NEW YORK – Researchers in the US, South Korea, Spain, and Italy have uncovered recurrent somatic alterations that appear to drive the development of uterine leiomyosarcomas (uLMS), including mutations that appeared apt to respond to targeted treatments in patient-derived models of the aggressive uterine smooth muscle tumors.
"Our integrated analysis results define mutated genes and pathways involved in uLMS carcinogenesis," the study's authors wrote in a paper published in Proceedings of the National Academy of Sciences on Monday, "and provide a strong preclinical rationale for clinical trials targeting specific driver mutations/pathways in patients with advanced, metastatic, or recurrent uLMS."
For their analysis, the researchers assessed whole-genome, exome, and/or RNA sequences — generated at Yale University or for a Cancer Genome Atlas (TCGA) adult soft tissue sarcoma study — on dozens of uLMS tumor samples from 83 individuals with uLMS from the US and Italy, including two patient-derived xenograft (PDX) lines. The sequence data highlighted recurrent somatic mutations in TP53, MED12, PTEN, and other genes, along with some 29 copy number losses, at least eight copy number gains, and fusion events involving 92 genes.
The team's findings suggested that more than three-quarters of the 21 fully genome-sequenced tumors had undergone dramatic genome rearrangements such as chromothripsis or chromoplexy.
When the investigators took a closer look at the mutation signatures and recurrently altered pathways present in the tumors, meanwhile, they determined that one-quarter of the 48 fresh-frozen uLMS samples they considered contained apparent homologous-recombination repair deficiencies (HRD) and 1 percent showed microsatellite instability.
Along with recurrent alterations in genes from the PI3K/mTOR and C-MYC/BET pathways, such results hinted that a subset of uLMS cases might be susceptible to PARP inhibitor treatments used to target HRD, the PIK3CA inhibitor copanlisib (Bayer's Aliqopa), or to a BET-inhibiting compound known as GS-626510 — a possibility the team explored using the sequenced uLMS PDX lines grown in mouse models treated with copanlisib, GS-626510, or the PARP inhibitor olaparib (Lynparza from AstraZeneca) or with the drug delivery vehicle alone.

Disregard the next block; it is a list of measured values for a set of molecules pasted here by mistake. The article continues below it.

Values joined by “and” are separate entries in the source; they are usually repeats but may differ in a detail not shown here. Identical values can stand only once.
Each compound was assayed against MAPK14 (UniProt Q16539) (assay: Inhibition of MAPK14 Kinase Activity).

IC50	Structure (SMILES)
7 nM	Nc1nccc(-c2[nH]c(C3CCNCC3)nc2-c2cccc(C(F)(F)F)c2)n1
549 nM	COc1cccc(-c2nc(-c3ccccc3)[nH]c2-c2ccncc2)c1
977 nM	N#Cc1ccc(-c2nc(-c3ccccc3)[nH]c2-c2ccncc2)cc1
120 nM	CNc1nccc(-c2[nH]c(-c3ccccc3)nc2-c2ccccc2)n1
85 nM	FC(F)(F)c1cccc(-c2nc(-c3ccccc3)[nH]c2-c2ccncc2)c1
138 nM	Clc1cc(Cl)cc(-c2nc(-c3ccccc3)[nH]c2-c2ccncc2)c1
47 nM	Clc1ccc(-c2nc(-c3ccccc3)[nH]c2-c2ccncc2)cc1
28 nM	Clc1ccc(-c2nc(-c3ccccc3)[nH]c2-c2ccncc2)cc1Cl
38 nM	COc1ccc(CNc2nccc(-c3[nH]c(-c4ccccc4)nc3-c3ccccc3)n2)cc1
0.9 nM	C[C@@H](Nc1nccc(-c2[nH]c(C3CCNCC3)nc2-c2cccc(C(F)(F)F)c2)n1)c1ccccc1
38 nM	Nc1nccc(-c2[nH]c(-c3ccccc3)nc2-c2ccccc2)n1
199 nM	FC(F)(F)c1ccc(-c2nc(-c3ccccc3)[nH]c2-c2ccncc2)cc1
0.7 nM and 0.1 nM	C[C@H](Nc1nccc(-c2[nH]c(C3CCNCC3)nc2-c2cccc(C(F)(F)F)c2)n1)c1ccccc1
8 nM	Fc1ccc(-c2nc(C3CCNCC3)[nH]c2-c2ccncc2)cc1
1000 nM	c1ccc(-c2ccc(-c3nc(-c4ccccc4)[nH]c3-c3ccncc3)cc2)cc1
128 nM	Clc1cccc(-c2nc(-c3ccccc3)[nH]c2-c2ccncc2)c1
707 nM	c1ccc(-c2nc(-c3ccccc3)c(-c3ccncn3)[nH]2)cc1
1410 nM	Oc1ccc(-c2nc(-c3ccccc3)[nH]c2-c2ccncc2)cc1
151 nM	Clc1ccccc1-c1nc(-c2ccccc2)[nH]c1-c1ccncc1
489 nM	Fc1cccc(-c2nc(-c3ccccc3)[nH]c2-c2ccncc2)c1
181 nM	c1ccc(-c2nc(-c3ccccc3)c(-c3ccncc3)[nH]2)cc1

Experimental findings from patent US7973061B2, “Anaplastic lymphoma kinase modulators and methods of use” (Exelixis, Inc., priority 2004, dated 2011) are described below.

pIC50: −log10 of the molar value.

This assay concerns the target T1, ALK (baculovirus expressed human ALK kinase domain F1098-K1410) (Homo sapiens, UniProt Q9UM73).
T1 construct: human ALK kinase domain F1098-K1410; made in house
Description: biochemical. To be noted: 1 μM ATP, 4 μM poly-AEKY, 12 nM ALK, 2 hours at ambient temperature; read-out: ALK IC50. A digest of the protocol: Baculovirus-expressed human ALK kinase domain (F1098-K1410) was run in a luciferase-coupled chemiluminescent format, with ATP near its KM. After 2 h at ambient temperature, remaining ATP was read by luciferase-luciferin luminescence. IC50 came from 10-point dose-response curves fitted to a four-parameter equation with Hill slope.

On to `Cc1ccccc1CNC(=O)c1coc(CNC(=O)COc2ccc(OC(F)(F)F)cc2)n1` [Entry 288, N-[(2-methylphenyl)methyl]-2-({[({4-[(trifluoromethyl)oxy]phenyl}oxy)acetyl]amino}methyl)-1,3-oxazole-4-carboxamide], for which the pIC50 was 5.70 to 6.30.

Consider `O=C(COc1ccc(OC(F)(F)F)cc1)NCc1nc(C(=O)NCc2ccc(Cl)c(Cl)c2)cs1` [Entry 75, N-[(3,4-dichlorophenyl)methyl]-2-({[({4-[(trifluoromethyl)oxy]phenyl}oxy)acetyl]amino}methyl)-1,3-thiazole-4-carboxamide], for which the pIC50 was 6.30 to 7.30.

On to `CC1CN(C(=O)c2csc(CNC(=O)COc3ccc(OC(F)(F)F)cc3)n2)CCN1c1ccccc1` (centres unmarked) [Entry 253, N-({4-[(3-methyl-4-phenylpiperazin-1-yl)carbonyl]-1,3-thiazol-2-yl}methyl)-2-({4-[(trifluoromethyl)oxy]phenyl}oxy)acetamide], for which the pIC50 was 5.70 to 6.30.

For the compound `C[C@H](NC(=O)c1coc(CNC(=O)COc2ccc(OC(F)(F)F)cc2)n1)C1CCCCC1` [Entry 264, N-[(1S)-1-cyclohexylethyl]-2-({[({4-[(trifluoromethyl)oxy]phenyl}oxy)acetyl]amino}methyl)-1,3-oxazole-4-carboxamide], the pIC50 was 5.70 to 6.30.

"Using two fully sequenced patient-derived-xenografts (PDXs) harboring deranged C-MYC/BET and PTEN/PIK3CA pathways and/or an HRD signature, we found olaparib (PARPi), GS-626510 (BETi), and copanlisib (PIK3CAi) monotherapy to significantly inhibit in vivo uterine leiomyosarcomas growth," co-senior author Alessandro Santin, a team leader with the Yale Cancer Center-Smilow Cancer Hospital gynecological cancer program and an obstetrics, gynecology, and reproductive sciences researcher at the Yale, said in a statement.
Santin and his colleagues noted that "[s]ince advanced/recurrent and/or metastatic uLMS remain incurable, our comprehensive genetic results, combined with our preclinical validation data using PDXs, strongly suggest that HRD, ERBB2/PI3K/AKT/mTOR, and C-MYC/BET deranged pathways may be clinically susceptible to targeted inhibitors in a large subset of uLMS."